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Months after they started investigating a huge black hole in Siberia, Russian researchers say they have spotted still more suspicious-looking craters and lakes — and are calling for an urgent investigation of the phenomenon. Satellite imagery shows that one of the recently discovered craters, known as B2, is surrounded by more than 20 water-filled "baby craters," one researcher told The Siberian Times.
The Times quoted Vasily Bogyavlensky, deputy director of the Moscow-based Oil and Gas Research Institute, as saying that the craters are being mapped near Siberia's Bovanenkovo gas field. He linked their formation to gas emissions from beneath the surface, and possibly gas explosions. "Anyway, we must research this phenomenon urgently, to prevent possible disasters," he was quoted as saying.
Experts have said the craters could be associated with climate change. Last year, Russian researchers reported heightened methane emissions at the crater sites and suggested that a long-term thaw was liberating underground reservoirs of natural gas. NASA scientist Tom Wagner told NBC News in December that the phenomenon might be caused instead by the collapse of tunnels and caves in the permafrost.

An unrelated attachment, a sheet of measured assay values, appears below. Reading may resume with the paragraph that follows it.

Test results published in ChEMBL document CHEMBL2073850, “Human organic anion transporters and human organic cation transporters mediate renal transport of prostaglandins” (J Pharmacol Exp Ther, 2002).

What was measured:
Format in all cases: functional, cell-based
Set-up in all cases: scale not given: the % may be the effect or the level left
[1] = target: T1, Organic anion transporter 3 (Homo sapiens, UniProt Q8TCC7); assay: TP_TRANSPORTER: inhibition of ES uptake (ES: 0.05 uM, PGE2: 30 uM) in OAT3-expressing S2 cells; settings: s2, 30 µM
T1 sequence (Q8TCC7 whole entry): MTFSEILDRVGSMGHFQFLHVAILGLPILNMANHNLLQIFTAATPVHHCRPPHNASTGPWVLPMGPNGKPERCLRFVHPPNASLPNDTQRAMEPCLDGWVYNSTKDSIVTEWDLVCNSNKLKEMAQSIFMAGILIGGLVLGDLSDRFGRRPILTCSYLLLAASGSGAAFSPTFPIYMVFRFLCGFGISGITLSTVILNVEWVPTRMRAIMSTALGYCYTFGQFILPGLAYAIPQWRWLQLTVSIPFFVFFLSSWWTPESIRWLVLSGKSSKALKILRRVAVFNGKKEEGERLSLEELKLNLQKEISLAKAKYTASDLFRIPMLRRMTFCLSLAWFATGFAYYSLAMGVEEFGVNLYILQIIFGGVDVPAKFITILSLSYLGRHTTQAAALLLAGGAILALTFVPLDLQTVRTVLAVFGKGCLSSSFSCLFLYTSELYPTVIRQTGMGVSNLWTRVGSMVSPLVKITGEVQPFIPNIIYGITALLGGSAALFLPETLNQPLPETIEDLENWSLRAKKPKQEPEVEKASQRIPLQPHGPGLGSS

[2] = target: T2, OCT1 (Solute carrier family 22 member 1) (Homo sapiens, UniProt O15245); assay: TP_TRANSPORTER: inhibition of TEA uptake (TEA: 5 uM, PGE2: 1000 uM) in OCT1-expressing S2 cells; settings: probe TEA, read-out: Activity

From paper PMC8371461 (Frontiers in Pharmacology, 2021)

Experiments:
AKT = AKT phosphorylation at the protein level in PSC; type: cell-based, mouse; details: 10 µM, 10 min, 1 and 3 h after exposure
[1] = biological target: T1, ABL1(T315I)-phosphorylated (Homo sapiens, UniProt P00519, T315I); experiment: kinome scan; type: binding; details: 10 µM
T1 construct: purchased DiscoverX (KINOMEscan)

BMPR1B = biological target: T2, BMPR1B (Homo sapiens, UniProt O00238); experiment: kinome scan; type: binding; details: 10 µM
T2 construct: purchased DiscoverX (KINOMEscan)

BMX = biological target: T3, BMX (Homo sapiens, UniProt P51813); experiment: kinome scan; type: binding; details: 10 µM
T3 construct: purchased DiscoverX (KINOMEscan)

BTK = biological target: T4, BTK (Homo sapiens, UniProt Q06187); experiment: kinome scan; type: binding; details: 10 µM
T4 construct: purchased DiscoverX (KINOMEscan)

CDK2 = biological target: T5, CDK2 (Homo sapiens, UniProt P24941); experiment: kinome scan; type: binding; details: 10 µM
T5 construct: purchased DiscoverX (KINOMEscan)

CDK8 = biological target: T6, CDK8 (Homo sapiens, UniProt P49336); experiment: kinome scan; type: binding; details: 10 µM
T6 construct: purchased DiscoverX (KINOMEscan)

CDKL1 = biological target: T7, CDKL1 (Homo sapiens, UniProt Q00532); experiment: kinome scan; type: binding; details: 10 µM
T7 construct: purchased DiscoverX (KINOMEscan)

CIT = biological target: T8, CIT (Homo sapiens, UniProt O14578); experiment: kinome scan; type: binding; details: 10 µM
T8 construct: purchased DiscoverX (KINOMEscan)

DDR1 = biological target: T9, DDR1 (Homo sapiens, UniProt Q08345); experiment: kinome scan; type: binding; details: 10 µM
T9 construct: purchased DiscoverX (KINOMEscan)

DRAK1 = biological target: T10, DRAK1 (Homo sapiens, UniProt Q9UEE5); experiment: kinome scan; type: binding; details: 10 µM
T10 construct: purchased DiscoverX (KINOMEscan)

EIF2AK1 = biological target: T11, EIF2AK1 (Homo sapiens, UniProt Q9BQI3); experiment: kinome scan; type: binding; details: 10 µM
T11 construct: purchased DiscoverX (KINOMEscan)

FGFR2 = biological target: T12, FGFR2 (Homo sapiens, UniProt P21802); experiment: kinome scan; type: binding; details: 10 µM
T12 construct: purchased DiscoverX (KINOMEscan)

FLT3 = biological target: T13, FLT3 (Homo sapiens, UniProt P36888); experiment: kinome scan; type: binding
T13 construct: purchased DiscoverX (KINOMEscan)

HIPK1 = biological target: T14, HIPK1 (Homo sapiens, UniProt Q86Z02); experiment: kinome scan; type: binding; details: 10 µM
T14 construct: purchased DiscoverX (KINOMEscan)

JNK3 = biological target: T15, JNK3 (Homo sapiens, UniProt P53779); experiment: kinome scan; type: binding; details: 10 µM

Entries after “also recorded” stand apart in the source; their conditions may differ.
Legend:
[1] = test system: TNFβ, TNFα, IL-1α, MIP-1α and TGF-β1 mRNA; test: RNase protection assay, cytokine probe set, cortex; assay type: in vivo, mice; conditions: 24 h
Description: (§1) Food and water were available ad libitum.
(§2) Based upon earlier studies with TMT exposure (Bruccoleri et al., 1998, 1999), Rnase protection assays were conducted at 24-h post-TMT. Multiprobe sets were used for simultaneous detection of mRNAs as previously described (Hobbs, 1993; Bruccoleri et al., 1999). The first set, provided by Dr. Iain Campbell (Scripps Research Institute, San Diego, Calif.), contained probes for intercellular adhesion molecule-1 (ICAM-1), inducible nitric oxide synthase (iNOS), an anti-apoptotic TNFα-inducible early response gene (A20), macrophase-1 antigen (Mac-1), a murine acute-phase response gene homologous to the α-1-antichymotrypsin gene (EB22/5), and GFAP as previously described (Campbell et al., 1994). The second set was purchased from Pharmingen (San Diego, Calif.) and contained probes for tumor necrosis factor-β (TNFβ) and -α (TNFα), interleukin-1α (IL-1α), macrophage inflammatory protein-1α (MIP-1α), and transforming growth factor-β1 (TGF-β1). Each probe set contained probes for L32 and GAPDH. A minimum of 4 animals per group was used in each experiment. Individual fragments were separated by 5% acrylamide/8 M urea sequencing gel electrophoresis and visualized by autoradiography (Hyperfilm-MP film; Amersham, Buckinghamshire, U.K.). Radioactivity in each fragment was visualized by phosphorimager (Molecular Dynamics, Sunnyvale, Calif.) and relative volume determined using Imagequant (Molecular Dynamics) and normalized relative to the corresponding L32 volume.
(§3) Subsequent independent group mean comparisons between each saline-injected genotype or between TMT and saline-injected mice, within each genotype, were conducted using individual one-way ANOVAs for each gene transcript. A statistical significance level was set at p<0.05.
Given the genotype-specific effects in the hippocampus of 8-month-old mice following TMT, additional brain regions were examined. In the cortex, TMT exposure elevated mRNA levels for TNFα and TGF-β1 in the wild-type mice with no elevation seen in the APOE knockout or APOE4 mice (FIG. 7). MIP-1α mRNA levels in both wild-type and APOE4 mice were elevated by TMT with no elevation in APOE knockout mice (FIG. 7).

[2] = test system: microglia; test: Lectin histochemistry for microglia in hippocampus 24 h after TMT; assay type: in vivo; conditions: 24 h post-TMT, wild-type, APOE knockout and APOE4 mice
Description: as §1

Wagner also predicted that more such craters would be found as researchers scanned through satellite imagery looking for fresh evidence.
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